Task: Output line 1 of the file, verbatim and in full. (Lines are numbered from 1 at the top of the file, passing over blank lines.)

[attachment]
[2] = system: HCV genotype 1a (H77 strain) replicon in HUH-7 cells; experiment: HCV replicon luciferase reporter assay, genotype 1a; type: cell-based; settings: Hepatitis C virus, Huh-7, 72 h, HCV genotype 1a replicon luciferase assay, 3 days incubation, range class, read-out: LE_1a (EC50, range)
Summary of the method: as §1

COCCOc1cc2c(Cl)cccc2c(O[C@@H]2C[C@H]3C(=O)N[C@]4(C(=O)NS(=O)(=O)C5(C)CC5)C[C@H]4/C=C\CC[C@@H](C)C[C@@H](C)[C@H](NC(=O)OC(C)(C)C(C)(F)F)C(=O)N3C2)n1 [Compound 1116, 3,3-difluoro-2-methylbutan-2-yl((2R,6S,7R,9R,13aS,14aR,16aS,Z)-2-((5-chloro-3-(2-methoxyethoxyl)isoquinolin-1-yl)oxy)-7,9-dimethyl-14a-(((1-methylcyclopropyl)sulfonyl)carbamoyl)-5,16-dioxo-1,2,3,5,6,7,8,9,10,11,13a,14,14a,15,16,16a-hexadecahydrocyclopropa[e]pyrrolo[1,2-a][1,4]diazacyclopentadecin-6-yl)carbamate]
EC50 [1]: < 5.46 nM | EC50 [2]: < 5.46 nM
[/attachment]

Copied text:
[2] = system: HCV genotype 1a (H77 strain) replicon in HUH-7 cells; experiment: HCV replicon luciferase reporter assay, genotype 1a; type: cell-based; settings: Hepatitis C virus, Huh-7, 72 h, HCV genotype 1a replicon luciferase assay, 3 days incubation, range class, read-out: LE_1a (EC50, range)